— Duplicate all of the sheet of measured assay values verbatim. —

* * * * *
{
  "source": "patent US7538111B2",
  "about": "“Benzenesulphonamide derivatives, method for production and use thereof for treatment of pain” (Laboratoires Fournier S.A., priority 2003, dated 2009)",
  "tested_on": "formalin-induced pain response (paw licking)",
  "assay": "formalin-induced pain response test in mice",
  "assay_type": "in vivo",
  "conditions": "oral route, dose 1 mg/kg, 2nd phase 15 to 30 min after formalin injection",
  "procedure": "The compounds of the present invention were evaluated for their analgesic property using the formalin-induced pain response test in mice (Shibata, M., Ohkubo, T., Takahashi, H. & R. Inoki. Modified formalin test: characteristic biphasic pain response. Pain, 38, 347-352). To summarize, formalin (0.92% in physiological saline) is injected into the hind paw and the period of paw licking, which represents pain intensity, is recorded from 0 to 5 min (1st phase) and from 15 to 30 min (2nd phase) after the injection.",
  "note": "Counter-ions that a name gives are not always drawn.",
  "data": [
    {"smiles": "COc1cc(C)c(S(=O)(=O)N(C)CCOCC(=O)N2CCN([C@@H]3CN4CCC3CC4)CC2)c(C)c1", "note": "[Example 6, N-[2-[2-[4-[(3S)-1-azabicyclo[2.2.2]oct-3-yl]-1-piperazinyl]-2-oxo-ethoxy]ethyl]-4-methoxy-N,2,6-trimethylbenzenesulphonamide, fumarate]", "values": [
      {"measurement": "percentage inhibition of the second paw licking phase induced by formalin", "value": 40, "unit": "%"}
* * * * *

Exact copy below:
{
  "source": "patent US7538111B2",
  "about": "“Benzenesulphonamide derivatives, method for production and use thereof for treatment of pain” (Laboratoires Fournier S.A., priority 2003, dated 2009)",
  "tested_on": "formalin-induced pain response (paw licking)",
  "assay": "formalin-induced pain response test in mice",
  "assay_type": "in vivo",
  "conditions": "oral route, dose 1 mg/kg, 2nd phase 15 to 30 min after formalin injection",
  "procedure": "The compounds of the present invention were evaluated for their analgesic property using the formalin-induced pain response test in mice (Shibata, M., Ohkubo, T., Takahashi, H. & R. Inoki. Modified formalin test: characteristic biphasic pain response. Pain, 38, 347-352). To summarize, formalin (0.92% in physiological saline) is injected into the hind paw and the period of paw licking, which represents pain intensity, is recorded from 0 to 5 min (1st phase) and from 15 to 30 min (2nd phase) after the injection.",
  "note": "Counter-ions that a name gives are not always drawn.",
  "data": [
    {"smiles": "COc1cc(C)c(S(=O)(=O)N(C)CCOCC(=O)N2CCN([C@@H]3CN4CCC3CC4)CC2)c(C)c1", "note": "[Example 6, N-[2-[2-[4-[(3S)-1-azabicyclo[2.2.2]oct-3-yl]-1-piperazinyl]-2-oxo-ethoxy]ethyl]-4-methoxy-N,2,6-trimethylbenzenesulphonamide, fumarate]", "values": [
      {"measurement": "percentage inhibition of the second paw licking phase induced by formalin", "value": 40, "unit": "%"}